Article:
OZZY OSBOURNE's 'Blizzard Of Ozz' Certified Quintuple Platinum

February 10, 2019

Ozzy Osbourne's debut solo album, 1980's "Blizzard Of Ozz", has been certified quintuple platinum in the U.S. by the RIAA (Recording Industry Association of America) after accumulating five million certified units. The February 4 recognition comes more than two decades since the LP was certified quadruple platinum (August 15, 1997).

Also certified on February 4 was Ozzy's 2003 greatest-hits album, "The Essential Ozzy Osbourne", which went double platinum after accumulating two million certified units. That collection was previously certified platinum on March 3, 2016.

"Blizzard Of Ozz" was reissued in 2011 in a definitive edition that restored and remastered the original recordings. It was made available separately or as part of a deluxe box set with 1981's "Diary Of A Madman" that featured both albums on CD and vinyl, a 100-page coffee table book, a documentary on DVD and a "full-size detailed replica of Ozzy's iconic cross."

The two albums were recorded soon after Ozzy was booted from BLACK SABBATH and marked his brief but legendary collaboration with late guitar hero Randy Rhoads. Ozzy told The Pulse Of Radio that he thought he had a winning combination on his hands. "You kind of know, but then again you don't know, because I mean, you're treading on new territory," he said. "And being as I had been fired from BLACK SABBATH, there was a lot of rivalry between them and me. I had everything to gain and nothing to lose, you know."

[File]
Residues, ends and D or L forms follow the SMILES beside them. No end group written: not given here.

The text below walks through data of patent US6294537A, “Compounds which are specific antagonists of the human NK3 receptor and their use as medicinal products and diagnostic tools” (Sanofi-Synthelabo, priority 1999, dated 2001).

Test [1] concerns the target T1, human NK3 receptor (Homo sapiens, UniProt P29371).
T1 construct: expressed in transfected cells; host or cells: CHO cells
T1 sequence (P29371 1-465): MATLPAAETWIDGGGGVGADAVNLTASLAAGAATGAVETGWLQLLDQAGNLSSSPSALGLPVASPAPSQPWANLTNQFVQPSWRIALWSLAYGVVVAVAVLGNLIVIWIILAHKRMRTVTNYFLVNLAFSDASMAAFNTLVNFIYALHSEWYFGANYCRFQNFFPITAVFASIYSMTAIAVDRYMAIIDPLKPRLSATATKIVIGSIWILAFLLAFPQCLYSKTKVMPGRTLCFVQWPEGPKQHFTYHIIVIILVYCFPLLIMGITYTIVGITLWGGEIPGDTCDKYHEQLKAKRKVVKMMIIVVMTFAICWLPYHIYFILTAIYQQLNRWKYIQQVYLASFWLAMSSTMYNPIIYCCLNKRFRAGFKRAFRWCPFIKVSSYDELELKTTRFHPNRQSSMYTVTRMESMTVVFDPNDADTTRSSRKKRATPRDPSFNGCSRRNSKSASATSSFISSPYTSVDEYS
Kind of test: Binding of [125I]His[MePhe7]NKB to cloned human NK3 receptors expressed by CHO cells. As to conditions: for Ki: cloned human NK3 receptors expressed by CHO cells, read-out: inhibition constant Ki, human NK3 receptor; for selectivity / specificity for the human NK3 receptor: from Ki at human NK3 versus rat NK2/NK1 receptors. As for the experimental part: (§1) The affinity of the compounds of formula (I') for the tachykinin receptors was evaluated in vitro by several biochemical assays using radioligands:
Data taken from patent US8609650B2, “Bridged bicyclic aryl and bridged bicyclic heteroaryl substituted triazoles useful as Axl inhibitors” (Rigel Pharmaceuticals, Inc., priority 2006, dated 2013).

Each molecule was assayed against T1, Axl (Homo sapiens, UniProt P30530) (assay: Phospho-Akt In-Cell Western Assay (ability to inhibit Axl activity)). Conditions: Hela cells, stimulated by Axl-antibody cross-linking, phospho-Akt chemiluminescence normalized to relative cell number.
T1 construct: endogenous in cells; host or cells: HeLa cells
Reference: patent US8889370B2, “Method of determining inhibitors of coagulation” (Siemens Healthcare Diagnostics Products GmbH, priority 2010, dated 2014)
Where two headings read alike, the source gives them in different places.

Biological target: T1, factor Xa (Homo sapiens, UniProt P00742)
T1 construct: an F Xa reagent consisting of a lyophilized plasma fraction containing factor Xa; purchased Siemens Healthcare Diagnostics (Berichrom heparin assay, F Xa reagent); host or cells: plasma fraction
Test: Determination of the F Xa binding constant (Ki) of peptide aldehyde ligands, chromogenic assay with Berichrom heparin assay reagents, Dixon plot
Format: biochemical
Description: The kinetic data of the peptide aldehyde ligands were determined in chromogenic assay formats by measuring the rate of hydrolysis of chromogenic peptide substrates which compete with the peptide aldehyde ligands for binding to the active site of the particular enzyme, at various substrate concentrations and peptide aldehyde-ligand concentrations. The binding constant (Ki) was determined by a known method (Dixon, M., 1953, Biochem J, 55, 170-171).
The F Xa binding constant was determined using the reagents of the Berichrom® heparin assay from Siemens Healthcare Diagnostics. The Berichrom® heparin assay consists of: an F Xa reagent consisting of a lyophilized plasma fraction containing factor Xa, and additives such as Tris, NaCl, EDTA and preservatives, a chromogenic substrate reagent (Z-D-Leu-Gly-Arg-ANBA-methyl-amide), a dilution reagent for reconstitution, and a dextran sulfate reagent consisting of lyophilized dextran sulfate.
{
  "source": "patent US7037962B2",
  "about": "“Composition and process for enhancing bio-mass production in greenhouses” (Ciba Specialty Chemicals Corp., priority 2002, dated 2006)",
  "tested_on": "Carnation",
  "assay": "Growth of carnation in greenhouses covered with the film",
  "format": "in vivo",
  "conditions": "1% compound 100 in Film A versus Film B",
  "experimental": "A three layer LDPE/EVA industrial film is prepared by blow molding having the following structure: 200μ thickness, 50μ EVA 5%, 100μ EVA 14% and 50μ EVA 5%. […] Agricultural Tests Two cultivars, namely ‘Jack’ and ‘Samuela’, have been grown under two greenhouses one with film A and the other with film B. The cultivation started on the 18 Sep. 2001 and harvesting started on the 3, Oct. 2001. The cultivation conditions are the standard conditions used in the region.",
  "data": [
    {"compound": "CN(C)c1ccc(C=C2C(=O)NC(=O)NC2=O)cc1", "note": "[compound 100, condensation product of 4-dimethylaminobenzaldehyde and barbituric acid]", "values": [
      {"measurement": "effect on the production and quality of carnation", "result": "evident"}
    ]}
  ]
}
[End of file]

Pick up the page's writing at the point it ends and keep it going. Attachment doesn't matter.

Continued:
Both albums came with previously unreleased bonus tracks and have been restored and remastered from the original analog recordings.

The albums restored the bass and drum tracks played respectively by Bob Daisley and Lee Kerslake, which were controversially removed for a 2002 reissue by Ozzy's wife and manager Sharon over a royalties dispute.

The "Blizzard Of Ozz" reissue came with three bonus studio tracks, including an alternate version of "Goodbye To Romance" and a song never previously released in the U.S. called "You Looking At Me, Looking At You".

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